The California Legal Update

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1 The California Legal Update Remember 9/11/2001; Support Our Troops Vol. 18 December 26, 2013 No. 14 Robert C. Phillips (858) Deputy District Attorney (Retired) THIS EDITION S WORDS OF WISDOM: The wise man doesn t give the right answers; he poses the right questions. (Claude Levi-Strauss) IN THIS ISSUE: Pg. Administrative Notes: Case Law: Affluenza 1 Assault Weapons; Manufacturing and Possession 2 Driving Under the Influence of Alcohol; Blood-Draws 3 Privileged Official Information, per E.C. 1040(b) 5 Aider and Abettor Liability: Continuous Child Abuse, per P.C Search Warrants; Stale Information 9 ADMINISTRATIVE NOTES: Affluenza: Getting my Fox News fix one day, I couldn t help but note a story out of Texas where a young man, driving with three times the legal limit of alcohol in his system, killed four people in a traffic collision. Pleading guilty to four counts of alcohol-induced vehicular manslaughter, the defendant argued at sentencing as a mitigating factor that he suffered from alfluenza. What is alfluenza, you might ask? It s a term made up by the defendant s imaginative attorney that he defined as the inability to tell the difference between right and wrong due to being too rich. Before you laugh, you should know that the Texas judge was impressed enough to grant the defendant probation. I mention this as a warning to police officers of the necessity of noting and reporting any and all comments an 1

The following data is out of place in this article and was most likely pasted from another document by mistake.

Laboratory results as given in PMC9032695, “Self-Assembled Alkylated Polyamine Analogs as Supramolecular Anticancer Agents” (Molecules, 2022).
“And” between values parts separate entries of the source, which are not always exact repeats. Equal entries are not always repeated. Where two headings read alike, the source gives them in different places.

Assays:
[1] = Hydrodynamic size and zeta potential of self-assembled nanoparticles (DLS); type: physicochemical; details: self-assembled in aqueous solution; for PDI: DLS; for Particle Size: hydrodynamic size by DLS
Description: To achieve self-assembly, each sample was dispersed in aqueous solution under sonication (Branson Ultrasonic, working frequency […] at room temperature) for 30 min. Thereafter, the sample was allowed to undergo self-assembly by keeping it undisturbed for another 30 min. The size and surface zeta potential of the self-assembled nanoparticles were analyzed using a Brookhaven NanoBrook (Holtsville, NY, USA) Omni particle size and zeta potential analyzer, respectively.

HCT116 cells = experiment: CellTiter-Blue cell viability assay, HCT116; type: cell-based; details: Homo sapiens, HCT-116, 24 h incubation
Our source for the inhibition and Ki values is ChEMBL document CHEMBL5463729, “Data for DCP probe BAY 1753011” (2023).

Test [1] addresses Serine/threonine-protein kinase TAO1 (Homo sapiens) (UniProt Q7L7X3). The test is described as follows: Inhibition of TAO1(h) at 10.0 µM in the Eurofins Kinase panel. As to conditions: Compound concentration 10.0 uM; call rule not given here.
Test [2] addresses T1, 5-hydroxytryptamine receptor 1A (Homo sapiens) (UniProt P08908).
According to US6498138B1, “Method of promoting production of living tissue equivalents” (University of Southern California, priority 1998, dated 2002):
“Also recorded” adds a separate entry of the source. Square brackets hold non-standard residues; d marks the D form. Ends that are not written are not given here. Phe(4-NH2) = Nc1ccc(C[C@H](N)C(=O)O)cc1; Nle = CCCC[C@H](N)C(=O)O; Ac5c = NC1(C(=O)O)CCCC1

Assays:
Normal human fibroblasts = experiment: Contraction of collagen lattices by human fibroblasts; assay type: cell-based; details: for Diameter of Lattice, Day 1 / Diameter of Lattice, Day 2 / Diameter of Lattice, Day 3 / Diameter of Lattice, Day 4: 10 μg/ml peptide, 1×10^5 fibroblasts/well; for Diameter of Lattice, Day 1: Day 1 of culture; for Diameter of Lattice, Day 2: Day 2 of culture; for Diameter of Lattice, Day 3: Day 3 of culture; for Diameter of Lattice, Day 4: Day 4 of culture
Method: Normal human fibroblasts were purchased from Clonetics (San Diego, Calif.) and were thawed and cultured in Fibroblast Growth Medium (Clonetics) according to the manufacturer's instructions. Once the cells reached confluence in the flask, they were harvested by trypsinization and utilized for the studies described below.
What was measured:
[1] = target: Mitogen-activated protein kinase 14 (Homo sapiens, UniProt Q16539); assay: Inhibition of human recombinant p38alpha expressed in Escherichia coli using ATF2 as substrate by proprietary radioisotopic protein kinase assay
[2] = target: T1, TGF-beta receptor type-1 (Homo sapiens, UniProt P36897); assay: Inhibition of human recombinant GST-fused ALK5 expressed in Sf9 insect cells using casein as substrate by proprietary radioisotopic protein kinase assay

2 CASE LAW: arrestee makes that are indicative of his attitude and consciousness of guilt, no matter how slam dunk a case might appear on its face. For prosecutors: Never discount out of hand such an outrageous argument by defense counsel. Assault Weapons; Manufacturing and Possession: People v. Nguyen (Jan. 8, 2013) 212 Cal.App.4 th 1311 Rule: Possession of the parts to an unassembled assault weapon, with evidence of the perpetrator s intent to assemble and possess the weapon, is chargeable as an attempt to manufacture and to possess the assault weapon. Facts: Officer Brian Chapman, assigned to the Orange County Auto Theft Task Force, intended to do a statutory premises inspection of defendant s auto repair shop. As a matter of standard procedure, Officer Chapman asked defendant if he had any weapons on site. Defendant admitted that he did, showing him a fully assembled.50-caliber DTC rifle which he claimed to use for pig hunting. Defendant further admitted that he d purchased the weapon s receiver over the Internet and that he had to machine it, or drill holes in it, in order to put it together. Although without a serial number or a manufacturer s name, the rifle appeared to be operable. Defendant also had ammunition for this rifle. Asked if he had any other weapons, defendant told Officer Chapman that he was in the process of building an AK-47. He showed Chapman a box of AK-47 parts. Defendant explained that he d purchased the parts over the Internet at AK-builder.com, and that when he d received it, the rifle s flat receiver had yet to be bent into shape; a task that defendant himself performed at some point. Defendant admitted to Officer Chapman that he knew it was wrong for him to have and make his own AK-47. It was determined that although one more hole needed to be drilled into the receiver, all the parts for building a working AK-47 were in the box. It was later determined that defendant had a prior felony conviction. Charged in state court, defendant pled guilty to Counts One and Two for being a felon in possession of a firearm; the 50-caliber DTC rifle (former P.C (a)(1)) and possession of ammunition by a prohibited person (former P.C (b)(1)). Following a jury trial, defendant was also convicted on Counts Three and Four, for attempting to manufacture an assault weapon (P.C. 664(a) & former P.C (a)(1)), and attempting to possess an assault weapon (P.C. 664(a) & former P.C (b)) Defendant appealed from his six year prison sentence. Held: The Fourth District Court of Appeal (Div. 3) affirmed. The 50-caliber DTC rifle and its ammunition (Counts One and Two) were not at issue in this appeal. Defendant s argument on appeal was that it was not a crime to attempt to manufacture, or attempt to possess, an AK-47 rifle, as charged in the Third and Fourth counts. More specifically, defendant contended that possession of the unassembled parts of an AK-47 is not illegal. After noting that the completed offenses were made illegal by the so-called Roberti- Roos Assault Weapons Control Act of 1989 ( AWCA; former P.C et seq.), the Court ruled that a person may in fact be charged with the attempted perpetration of 2